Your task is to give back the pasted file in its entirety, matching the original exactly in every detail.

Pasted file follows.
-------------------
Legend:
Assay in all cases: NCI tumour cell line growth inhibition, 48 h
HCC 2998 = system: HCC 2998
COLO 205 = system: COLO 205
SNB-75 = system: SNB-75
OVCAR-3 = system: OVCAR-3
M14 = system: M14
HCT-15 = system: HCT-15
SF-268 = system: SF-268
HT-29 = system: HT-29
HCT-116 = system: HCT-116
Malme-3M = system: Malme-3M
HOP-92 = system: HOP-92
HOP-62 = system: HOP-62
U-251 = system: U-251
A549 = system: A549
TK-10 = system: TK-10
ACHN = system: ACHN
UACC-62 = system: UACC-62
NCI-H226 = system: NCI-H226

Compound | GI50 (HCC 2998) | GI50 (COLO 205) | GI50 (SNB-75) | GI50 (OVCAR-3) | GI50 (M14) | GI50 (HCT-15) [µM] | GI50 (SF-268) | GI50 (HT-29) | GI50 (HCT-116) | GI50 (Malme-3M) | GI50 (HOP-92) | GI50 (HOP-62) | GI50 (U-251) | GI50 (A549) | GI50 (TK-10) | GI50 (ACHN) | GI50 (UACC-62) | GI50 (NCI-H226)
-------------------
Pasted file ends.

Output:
Legend:
Assay in all cases: NCI tumour cell line growth inhibition, 48 h
HCC 2998 = system: HCC 2998
COLO 205 = system: COLO 205
SNB-75 = system: SNB-75
OVCAR-3 = system: OVCAR-3
M14 = system: M14
HCT-15 = system: HCT-15
SF-268 = system: SF-268
HT-29 = system: HT-29
HCT-116 = system: HCT-116
Malme-3M = system: Malme-3M
HOP-92 = system: HOP-92
HOP-62 = system: HOP-62
U-251 = system: U-251
A549 = system: A549
TK-10 = system: TK-10
ACHN = system: ACHN
UACC-62 = system: UACC-62
NCI-H226 = system: NCI-H226

Compound | GI50 (HCC 2998) | GI50 (COLO 205) | GI50 (SNB-75) | GI50 (OVCAR-3) | GI50 (M14) | GI50 (HCT-15) [µM] | GI50 (SF-268) | GI50 (HT-29) | GI50 (HCT-116) | GI50 (Malme-3M) | GI50 (HOP-92) | GI50 (HOP-62) | GI50 (U-251) | GI50 (A549) | GI50 (TK-10) | GI50 (ACHN) | GI50 (UACC-62) | GI50 (NCI-H226)